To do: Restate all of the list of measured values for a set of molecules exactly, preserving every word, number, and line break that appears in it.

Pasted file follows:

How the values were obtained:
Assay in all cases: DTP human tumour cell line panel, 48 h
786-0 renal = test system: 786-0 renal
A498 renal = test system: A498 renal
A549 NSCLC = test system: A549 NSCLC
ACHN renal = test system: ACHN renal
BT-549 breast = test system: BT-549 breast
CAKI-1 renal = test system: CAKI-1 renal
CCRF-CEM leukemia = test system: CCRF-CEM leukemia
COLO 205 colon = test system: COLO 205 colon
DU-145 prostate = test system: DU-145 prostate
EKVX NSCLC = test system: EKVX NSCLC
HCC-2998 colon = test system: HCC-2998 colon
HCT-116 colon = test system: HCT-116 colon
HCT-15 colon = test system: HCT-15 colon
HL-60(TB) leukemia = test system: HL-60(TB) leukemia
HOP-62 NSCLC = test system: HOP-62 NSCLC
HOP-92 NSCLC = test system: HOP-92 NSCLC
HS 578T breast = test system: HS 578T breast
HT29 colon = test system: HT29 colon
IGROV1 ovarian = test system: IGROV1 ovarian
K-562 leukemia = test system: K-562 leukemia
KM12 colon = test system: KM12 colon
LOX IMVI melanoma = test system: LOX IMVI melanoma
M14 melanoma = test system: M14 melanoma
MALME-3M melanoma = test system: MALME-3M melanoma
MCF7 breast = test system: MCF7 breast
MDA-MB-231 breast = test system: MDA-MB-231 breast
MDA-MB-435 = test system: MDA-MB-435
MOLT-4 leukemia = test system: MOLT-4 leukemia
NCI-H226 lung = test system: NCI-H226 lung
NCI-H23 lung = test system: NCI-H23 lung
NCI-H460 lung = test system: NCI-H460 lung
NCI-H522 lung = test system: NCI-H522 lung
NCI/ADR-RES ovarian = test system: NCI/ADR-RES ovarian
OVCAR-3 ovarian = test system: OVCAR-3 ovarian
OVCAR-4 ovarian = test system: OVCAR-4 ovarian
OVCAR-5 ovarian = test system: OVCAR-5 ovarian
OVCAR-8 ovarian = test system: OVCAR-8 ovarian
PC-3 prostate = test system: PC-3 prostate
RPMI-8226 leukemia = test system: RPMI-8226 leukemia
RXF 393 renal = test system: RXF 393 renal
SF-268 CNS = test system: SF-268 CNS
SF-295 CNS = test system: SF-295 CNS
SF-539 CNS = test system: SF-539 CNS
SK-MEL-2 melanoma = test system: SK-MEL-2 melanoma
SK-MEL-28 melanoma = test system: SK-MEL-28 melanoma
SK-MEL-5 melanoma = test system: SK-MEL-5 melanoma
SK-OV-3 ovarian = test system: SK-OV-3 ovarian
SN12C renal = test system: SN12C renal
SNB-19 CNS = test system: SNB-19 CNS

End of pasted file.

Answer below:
How the values were obtained:
Assay in all cases: DTP human tumour cell line panel, 48 h
786-0 renal = test system: 786-0 renal
A498 renal = test system: A498 renal
A549 NSCLC = test system: A549 NSCLC
ACHN renal = test system: ACHN renal
BT-549 breast = test system: BT-549 breast
CAKI-1 renal = test system: CAKI-1 renal
CCRF-CEM leukemia = test system: CCRF-CEM leukemia
COLO 205 colon = test system: COLO 205 colon
DU-145 prostate = test system: DU-145 prostate
EKVX NSCLC = test system: EKVX NSCLC
HCC-2998 colon = test system: HCC-2998 colon
HCT-116 colon = test system: HCT-116 colon
HCT-15 colon = test system: HCT-15 colon
HL-60(TB) leukemia = test system: HL-60(TB) leukemia
HOP-62 NSCLC = test system: HOP-62 NSCLC
HOP-92 NSCLC = test system: HOP-92 NSCLC
HS 578T breast = test system: HS 578T breast
HT29 colon = test system: HT29 colon
IGROV1 ovarian = test system: IGROV1 ovarian
K-562 leukemia = test system: K-562 leukemia
KM12 colon = test system: KM12 colon
LOX IMVI melanoma = test system: LOX IMVI melanoma
M14 melanoma = test system: M14 melanoma
MALME-3M melanoma = test system: MALME-3M melanoma
MCF7 breast = test system: MCF7 breast
MDA-MB-231 breast = test system: MDA-MB-231 breast
MDA-MB-435 = test system: MDA-MB-435
MOLT-4 leukemia = test system: MOLT-4 leukemia
NCI-H226 lung = test system: NCI-H226 lung
NCI-H23 lung = test system: NCI-H23 lung
NCI-H460 lung = test system: NCI-H460 lung
NCI-H522 lung = test system: NCI-H522 lung
NCI/ADR-RES ovarian = test system: NCI/ADR-RES ovarian
OVCAR-3 ovarian = test system: OVCAR-3 ovarian
OVCAR-4 ovarian = test system: OVCAR-4 ovarian
OVCAR-5 ovarian = test system: OVCAR-5 ovarian
OVCAR-8 ovarian = test system: OVCAR-8 ovarian
PC-3 prostate = test system: PC-3 prostate
RPMI-8226 leukemia = test system: RPMI-8226 leukemia
RXF 393 renal = test system: RXF 393 renal
SF-268 CNS = test system: SF-268 CNS
SF-295 CNS = test system: SF-295 CNS
SF-539 CNS = test system: SF-539 CNS
SK-MEL-2 melanoma = test system: SK-MEL-2 melanoma
SK-MEL-28 melanoma = test system: SK-MEL-28 melanoma
SK-MEL-5 melanoma = test system: SK-MEL-5 melanoma
SK-OV-3 ovarian = test system: SK-OV-3 ovarian
SN12C renal = test system: SN12C renal
SNB-19 CNS = test system: SNB-19 CNS